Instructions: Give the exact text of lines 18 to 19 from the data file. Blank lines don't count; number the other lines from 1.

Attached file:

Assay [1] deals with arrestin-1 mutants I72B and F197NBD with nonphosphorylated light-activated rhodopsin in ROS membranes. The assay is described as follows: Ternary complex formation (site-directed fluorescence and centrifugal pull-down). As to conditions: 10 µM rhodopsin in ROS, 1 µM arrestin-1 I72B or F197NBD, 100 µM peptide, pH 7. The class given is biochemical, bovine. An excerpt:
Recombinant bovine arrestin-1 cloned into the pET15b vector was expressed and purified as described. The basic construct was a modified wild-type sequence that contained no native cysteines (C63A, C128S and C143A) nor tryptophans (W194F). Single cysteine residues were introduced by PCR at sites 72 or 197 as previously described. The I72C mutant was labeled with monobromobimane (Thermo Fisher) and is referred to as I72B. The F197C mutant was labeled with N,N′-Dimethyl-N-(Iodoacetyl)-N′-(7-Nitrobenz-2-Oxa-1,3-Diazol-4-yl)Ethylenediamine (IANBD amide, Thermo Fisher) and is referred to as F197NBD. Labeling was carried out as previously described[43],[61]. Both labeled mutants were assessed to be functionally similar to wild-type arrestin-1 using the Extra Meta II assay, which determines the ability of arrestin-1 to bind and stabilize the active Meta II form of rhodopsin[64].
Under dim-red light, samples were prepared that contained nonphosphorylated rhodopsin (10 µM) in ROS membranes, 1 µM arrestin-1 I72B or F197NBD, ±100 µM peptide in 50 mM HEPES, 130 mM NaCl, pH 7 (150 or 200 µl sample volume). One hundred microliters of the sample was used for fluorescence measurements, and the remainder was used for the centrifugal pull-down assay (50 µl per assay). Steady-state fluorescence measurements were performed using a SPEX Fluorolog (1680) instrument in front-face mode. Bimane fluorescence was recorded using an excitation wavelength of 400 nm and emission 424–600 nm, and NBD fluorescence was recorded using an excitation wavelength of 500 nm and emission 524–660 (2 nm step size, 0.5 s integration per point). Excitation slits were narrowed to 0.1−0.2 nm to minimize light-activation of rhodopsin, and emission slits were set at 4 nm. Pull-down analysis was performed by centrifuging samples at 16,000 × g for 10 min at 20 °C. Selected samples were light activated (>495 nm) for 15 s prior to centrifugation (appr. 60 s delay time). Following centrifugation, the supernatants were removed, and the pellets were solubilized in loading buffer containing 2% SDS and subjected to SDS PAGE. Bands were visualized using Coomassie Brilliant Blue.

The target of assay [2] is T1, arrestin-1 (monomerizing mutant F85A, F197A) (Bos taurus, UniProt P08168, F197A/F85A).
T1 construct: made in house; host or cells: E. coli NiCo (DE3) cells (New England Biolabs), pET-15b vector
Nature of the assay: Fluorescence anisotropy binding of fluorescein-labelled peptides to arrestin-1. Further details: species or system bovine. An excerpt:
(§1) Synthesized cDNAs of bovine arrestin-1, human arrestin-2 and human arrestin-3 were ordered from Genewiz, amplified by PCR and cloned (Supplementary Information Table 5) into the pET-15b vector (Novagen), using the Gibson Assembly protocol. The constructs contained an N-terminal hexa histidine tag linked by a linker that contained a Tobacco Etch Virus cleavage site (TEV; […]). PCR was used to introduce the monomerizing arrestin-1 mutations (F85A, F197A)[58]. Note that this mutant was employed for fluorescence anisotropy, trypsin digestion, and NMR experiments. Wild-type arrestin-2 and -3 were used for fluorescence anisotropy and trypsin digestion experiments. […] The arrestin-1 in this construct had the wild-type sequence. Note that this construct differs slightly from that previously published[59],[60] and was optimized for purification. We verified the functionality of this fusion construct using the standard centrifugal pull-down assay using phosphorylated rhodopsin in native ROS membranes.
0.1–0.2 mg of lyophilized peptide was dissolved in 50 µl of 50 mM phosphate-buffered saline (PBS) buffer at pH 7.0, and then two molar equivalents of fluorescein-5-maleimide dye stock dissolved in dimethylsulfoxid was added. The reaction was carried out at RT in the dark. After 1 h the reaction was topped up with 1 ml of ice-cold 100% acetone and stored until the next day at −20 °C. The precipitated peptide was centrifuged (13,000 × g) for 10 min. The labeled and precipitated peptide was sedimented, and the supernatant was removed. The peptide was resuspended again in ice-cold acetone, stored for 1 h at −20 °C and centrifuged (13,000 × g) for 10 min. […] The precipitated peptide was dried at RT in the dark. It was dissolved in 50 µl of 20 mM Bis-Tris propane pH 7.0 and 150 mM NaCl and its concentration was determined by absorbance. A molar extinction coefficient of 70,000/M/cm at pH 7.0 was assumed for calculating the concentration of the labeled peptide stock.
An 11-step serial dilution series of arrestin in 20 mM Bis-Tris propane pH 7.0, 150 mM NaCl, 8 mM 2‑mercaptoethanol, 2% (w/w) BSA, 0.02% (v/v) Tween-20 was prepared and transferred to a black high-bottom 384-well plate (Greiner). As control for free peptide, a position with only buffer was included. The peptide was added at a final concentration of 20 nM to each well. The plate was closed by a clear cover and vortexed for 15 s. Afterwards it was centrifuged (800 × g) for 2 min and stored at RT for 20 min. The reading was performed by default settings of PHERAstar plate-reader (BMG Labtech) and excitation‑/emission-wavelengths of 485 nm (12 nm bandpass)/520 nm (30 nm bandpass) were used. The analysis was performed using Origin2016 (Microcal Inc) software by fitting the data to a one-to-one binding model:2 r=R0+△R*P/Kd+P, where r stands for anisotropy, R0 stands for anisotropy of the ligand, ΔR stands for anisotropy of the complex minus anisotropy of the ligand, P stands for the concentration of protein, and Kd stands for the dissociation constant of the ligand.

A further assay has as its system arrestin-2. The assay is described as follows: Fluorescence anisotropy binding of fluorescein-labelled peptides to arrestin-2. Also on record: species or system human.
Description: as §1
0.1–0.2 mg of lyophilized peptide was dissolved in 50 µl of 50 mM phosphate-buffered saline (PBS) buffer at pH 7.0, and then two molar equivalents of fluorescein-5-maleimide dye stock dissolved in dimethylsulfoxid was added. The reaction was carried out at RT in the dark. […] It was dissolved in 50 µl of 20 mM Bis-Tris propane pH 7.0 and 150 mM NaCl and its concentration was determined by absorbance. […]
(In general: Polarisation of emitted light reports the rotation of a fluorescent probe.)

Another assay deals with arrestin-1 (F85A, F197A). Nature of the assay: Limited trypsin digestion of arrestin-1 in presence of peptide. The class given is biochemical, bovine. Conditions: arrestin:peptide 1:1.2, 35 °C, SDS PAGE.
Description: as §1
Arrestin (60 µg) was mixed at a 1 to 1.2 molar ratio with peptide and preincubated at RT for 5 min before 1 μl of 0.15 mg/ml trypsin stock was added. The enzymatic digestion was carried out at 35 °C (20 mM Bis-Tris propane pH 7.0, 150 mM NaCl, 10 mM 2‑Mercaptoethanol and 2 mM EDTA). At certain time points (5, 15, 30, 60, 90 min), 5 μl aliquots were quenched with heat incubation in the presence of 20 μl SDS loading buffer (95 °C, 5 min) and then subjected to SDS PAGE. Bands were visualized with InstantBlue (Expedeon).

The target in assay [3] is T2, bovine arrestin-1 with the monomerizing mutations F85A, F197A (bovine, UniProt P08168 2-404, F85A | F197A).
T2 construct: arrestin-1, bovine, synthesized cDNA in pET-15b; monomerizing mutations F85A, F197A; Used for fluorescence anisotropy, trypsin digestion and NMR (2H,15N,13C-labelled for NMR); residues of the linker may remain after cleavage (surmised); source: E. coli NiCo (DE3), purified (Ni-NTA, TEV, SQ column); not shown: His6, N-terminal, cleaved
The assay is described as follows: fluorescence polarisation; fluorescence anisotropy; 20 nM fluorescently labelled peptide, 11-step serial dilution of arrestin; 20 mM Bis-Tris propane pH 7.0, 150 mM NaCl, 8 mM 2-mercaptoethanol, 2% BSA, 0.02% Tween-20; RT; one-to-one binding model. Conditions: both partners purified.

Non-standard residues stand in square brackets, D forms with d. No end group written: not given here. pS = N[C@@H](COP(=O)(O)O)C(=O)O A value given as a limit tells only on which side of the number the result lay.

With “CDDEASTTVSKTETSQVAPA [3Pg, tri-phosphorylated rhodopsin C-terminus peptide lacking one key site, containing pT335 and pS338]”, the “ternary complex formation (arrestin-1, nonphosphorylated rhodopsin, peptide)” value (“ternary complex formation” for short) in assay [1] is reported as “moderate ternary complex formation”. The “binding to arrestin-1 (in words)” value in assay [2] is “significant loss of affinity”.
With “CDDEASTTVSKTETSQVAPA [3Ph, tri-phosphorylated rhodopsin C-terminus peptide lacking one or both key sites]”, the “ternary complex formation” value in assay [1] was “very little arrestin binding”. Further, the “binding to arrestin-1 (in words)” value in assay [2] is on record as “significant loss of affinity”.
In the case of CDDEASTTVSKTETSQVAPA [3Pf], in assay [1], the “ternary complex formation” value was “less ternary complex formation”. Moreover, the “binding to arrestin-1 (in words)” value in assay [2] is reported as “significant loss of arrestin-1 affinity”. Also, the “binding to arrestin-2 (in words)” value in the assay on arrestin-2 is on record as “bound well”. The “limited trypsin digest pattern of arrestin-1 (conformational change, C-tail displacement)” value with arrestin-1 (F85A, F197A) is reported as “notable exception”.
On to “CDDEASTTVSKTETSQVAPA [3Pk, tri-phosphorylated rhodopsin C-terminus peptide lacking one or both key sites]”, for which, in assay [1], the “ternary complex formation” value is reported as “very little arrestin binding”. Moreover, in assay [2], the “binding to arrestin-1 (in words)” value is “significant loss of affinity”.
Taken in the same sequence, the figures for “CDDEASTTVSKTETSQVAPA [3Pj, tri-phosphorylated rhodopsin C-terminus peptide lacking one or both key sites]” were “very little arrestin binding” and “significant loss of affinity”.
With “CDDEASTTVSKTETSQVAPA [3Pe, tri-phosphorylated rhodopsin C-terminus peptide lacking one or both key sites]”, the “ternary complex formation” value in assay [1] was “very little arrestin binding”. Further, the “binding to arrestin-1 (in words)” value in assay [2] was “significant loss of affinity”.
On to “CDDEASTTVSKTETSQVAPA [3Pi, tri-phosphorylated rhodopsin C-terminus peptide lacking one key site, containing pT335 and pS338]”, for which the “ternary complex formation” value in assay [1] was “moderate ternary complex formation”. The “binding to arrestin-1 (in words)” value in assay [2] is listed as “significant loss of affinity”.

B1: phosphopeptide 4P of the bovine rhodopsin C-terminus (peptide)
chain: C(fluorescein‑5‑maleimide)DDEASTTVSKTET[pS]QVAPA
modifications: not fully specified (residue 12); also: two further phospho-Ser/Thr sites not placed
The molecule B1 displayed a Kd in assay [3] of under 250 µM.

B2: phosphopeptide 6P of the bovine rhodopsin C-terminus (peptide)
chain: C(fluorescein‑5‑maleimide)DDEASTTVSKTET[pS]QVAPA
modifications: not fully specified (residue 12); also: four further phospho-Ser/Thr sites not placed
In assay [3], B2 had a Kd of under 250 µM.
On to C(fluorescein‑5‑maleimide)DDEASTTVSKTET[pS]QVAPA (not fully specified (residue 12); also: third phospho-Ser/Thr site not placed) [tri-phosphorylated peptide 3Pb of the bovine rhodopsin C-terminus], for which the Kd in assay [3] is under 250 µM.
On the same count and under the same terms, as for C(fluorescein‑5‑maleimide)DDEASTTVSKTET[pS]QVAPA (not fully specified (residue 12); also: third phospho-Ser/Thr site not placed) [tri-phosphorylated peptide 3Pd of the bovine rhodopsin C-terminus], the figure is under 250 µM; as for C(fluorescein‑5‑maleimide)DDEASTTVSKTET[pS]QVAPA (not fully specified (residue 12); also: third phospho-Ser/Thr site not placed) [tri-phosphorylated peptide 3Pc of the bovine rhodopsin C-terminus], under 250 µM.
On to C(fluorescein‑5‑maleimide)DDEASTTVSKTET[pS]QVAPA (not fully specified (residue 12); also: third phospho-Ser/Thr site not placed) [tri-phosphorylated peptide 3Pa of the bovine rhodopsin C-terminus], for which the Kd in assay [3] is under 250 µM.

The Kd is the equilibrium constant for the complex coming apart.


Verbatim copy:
T2 construct: arrestin-1, bovine, synthesized cDNA in pET-15b; monomerizing mutations F85A, F197A; Used for fluorescence anisotropy, trypsin digestion and NMR (2H,15N,13C-labelled for NMR); residues of the linker may remain after cleavage (surmised); source: E. coli NiCo (DE3), purified (Ni-NTA, TEV, SQ column); not shown: His6, N-terminal, cleaved
The assay is described as follows: fluorescence polarisation; fluorescence anisotropy; 20 nM fluorescently labelled peptide, 11-step serial dilution of arrestin; 20 mM Bis-Tris propane pH 7.0, 150 mM NaCl, 8 mM 2-mercaptoethanol, 2% BSA, 0.02% Tween-20; RT; one-to-one binding model. Conditions: both partners purified.